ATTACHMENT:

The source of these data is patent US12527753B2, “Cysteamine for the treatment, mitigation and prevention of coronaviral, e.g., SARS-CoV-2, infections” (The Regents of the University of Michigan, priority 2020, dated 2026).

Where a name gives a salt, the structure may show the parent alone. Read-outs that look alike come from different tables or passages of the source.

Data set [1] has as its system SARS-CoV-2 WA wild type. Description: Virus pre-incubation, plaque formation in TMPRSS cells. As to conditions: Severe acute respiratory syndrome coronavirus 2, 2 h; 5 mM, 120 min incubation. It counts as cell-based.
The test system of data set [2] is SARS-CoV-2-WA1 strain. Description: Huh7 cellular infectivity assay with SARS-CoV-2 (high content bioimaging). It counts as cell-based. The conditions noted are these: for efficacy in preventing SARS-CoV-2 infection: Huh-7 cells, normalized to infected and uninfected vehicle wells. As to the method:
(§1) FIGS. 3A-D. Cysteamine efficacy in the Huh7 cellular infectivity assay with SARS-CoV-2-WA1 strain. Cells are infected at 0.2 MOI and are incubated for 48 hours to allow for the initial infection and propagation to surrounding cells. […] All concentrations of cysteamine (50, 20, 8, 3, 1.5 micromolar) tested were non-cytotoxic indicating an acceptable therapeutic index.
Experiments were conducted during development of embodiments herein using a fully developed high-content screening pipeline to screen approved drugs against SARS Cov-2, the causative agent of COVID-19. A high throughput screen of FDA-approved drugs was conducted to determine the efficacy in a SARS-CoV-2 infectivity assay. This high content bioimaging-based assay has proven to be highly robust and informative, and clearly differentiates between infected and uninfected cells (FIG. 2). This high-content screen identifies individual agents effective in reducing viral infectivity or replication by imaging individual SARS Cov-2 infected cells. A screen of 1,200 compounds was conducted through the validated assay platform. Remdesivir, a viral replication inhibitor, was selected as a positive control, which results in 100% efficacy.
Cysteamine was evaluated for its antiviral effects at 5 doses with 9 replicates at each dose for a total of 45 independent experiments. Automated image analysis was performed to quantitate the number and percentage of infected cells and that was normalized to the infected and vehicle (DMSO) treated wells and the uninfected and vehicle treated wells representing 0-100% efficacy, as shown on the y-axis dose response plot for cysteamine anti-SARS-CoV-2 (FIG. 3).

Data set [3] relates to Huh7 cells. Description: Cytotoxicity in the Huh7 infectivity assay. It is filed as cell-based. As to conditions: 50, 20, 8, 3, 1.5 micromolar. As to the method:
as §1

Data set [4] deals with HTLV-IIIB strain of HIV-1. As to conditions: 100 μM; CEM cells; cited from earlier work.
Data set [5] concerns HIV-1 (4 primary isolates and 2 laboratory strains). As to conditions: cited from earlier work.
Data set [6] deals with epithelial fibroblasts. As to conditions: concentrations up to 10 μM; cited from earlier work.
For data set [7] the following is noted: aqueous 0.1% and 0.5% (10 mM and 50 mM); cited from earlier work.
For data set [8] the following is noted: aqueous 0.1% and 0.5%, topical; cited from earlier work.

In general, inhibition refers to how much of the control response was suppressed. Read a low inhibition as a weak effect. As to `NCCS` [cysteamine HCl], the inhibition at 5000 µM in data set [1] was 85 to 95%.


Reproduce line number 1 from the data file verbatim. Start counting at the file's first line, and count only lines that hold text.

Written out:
The source of these data is patent US12527753B2, “Cysteamine for the treatment, mitigation and prevention of coronaviral, e.g., SARS-CoV-2, infections” (The Regents of the University of Michigan, priority 2020, dated 2026).